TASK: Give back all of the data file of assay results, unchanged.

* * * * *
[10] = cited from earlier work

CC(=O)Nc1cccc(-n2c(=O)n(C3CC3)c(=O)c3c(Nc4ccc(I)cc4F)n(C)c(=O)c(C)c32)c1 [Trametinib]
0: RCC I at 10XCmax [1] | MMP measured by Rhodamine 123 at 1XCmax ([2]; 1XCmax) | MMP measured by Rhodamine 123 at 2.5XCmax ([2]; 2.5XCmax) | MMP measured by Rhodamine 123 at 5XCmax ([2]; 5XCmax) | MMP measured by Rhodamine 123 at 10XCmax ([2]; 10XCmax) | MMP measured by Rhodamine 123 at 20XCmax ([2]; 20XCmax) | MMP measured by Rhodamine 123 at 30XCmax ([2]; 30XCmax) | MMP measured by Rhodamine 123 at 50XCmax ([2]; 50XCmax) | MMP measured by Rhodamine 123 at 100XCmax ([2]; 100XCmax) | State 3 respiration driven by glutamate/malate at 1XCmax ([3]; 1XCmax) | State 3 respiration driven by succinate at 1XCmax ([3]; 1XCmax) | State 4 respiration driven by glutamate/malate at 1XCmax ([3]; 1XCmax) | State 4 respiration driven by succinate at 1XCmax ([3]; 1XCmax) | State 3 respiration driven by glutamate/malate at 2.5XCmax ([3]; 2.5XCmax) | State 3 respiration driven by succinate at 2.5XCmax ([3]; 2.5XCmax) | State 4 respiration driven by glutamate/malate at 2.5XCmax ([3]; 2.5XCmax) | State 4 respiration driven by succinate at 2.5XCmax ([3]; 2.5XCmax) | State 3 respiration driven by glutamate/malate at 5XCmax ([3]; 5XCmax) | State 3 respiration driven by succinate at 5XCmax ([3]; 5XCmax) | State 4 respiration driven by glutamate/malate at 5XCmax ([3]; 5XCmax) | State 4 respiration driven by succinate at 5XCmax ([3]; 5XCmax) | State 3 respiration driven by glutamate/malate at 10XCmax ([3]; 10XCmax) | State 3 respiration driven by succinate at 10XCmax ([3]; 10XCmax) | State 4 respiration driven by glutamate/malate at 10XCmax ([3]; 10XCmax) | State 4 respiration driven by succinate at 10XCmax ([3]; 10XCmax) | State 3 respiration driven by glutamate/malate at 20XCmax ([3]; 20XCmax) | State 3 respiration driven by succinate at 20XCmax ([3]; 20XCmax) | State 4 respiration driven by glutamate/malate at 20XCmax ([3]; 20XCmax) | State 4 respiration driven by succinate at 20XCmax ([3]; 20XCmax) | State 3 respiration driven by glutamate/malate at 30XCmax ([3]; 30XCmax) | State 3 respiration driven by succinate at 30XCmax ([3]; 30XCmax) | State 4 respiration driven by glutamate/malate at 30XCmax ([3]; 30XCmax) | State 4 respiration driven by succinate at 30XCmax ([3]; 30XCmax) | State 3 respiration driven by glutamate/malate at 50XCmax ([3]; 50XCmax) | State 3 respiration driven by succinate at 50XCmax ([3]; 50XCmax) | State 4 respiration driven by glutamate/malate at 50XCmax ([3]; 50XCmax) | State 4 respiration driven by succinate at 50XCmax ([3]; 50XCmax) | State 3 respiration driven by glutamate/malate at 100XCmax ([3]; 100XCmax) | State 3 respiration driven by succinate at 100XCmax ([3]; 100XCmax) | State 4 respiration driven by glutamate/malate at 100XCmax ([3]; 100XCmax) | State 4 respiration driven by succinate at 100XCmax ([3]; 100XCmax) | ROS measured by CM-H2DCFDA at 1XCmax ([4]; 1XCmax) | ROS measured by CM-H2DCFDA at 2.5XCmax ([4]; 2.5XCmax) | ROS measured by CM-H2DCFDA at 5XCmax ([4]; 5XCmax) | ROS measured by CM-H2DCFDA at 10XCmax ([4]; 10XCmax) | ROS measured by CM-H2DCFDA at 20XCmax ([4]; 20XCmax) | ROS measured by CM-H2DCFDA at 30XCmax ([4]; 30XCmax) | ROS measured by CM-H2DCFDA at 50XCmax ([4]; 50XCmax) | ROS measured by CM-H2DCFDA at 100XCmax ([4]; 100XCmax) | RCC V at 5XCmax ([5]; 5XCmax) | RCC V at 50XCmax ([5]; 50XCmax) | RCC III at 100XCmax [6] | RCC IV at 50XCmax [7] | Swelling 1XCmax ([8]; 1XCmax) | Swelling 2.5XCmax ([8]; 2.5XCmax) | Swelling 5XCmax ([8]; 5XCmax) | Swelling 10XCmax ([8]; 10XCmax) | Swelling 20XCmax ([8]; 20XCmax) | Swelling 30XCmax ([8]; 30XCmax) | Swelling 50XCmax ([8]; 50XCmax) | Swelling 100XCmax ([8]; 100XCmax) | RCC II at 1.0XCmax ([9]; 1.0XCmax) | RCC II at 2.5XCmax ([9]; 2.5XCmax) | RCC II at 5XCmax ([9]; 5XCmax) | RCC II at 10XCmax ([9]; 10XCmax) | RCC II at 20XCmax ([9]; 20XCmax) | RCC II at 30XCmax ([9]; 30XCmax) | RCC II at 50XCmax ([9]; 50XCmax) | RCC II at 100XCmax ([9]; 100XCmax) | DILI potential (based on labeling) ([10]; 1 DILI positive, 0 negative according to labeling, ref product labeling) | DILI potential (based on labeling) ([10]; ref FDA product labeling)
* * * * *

[10] = cited from earlier work

CC(=O)Nc1cccc(-n2c(=O)n(C3CC3)c(=O)c3c(Nc4ccc(I)cc4F)n(C)c(=O)c(C)c32)c1 [Trametinib]
0: RCC I at 10XCmax [1] | MMP measured by Rhodamine 123 at 1XCmax ([2]; 1XCmax) | MMP measured by Rhodamine 123 at 2.5XCmax ([2]; 2.5XCmax) | MMP measured by Rhodamine 123 at 5XCmax ([2]; 5XCmax) | MMP measured by Rhodamine 123 at 10XCmax ([2]; 10XCmax) | MMP measured by Rhodamine 123 at 20XCmax ([2]; 20XCmax) | MMP measured by Rhodamine 123 at 30XCmax ([2]; 30XCmax) | MMP measured by Rhodamine 123 at 50XCmax ([2]; 50XCmax) | MMP measured by Rhodamine 123 at 100XCmax ([2]; 100XCmax) | State 3 respiration driven by glutamate/malate at 1XCmax ([3]; 1XCmax) | State 3 respiration driven by succinate at 1XCmax ([3]; 1XCmax) | State 4 respiration driven by glutamate/malate at 1XCmax ([3]; 1XCmax) | State 4 respiration driven by succinate at 1XCmax ([3]; 1XCmax) | State 3 respiration driven by glutamate/malate at 2.5XCmax ([3]; 2.5XCmax) | State 3 respiration driven by succinate at 2.5XCmax ([3]; 2.5XCmax) | State 4 respiration driven by glutamate/malate at 2.5XCmax ([3]; 2.5XCmax) | State 4 respiration driven by succinate at 2.5XCmax ([3]; 2.5XCmax) | State 3 respiration driven by glutamate/malate at 5XCmax ([3]; 5XCmax) | State 3 respiration driven by succinate at 5XCmax ([3]; 5XCmax) | State 4 respiration driven by glutamate/malate at 5XCmax ([3]; 5XCmax) | State 4 respiration driven by succinate at 5XCmax ([3]; 5XCmax) | State 3 respiration driven by glutamate/malate at 10XCmax ([3]; 10XCmax) | State 3 respiration driven by succinate at 10XCmax ([3]; 10XCmax) | State 4 respiration driven by glutamate/malate at 10XCmax ([3]; 10XCmax) | State 4 respiration driven by succinate at 10XCmax ([3]; 10XCmax) | State 3 respiration driven by glutamate/malate at 20XCmax ([3]; 20XCmax) | State 3 respiration driven by succinate at 20XCmax ([3]; 20XCmax) | State 4 respiration driven by glutamate/malate at 20XCmax ([3]; 20XCmax) | State 4 respiration driven by succinate at 20XCmax ([3]; 20XCmax) | State 3 respiration driven by glutamate/malate at 30XCmax ([3]; 30XCmax) | State 3 respiration driven by succinate at 30XCmax ([3]; 30XCmax) | State 4 respiration driven by glutamate/malate at 30XCmax ([3]; 30XCmax) | State 4 respiration driven by succinate at 30XCmax ([3]; 30XCmax) | State 3 respiration driven by glutamate/malate at 50XCmax ([3]; 50XCmax) | State 3 respiration driven by succinate at 50XCmax ([3]; 50XCmax) | State 4 respiration driven by glutamate/malate at 50XCmax ([3]; 50XCmax) | State 4 respiration driven by succinate at 50XCmax ([3]; 50XCmax) | State 3 respiration driven by glutamate/malate at 100XCmax ([3]; 100XCmax) | State 3 respiration driven by succinate at 100XCmax ([3]; 100XCmax) | State 4 respiration driven by glutamate/malate at 100XCmax ([3]; 100XCmax) | State 4 respiration driven by succinate at 100XCmax ([3]; 100XCmax) | ROS measured by CM-H2DCFDA at 1XCmax ([4]; 1XCmax) | ROS measured by CM-H2DCFDA at 2.5XCmax ([4]; 2.5XCmax) | ROS measured by CM-H2DCFDA at 5XCmax ([4]; 5XCmax) | ROS measured by CM-H2DCFDA at 10XCmax ([4]; 10XCmax) | ROS measured by CM-H2DCFDA at 20XCmax ([4]; 20XCmax) | ROS measured by CM-H2DCFDA at 30XCmax ([4]; 30XCmax) | ROS measured by CM-H2DCFDA at 50XCmax ([4]; 50XCmax) | ROS measured by CM-H2DCFDA at 100XCmax ([4]; 100XCmax) | RCC V at 5XCmax ([5]; 5XCmax) | RCC V at 50XCmax ([5]; 50XCmax) | RCC III at 100XCmax [6] | RCC IV at 50XCmax [7] | Swelling 1XCmax ([8]; 1XCmax) | Swelling 2.5XCmax ([8]; 2.5XCmax) | Swelling 5XCmax ([8]; 5XCmax) | Swelling 10XCmax ([8]; 10XCmax) | Swelling 20XCmax ([8]; 20XCmax) | Swelling 30XCmax ([8]; 30XCmax) | Swelling 50XCmax ([8]; 50XCmax) | Swelling 100XCmax ([8]; 100XCmax) | RCC II at 1.0XCmax ([9]; 1.0XCmax) | RCC II at 2.5XCmax ([9]; 2.5XCmax) | RCC II at 5XCmax ([9]; 5XCmax) | RCC II at 10XCmax ([9]; 10XCmax) | RCC II at 20XCmax ([9]; 20XCmax) | RCC II at 30XCmax ([9]; 30XCmax) | RCC II at 50XCmax ([9]; 50XCmax) | RCC II at 100XCmax ([9]; 100XCmax) | DILI potential (based on labeling) ([10]; 1 DILI positive, 0 negative according to labeling, ref product labeling) | DILI potential (based on labeling) ([10]; ref FDA product labeling)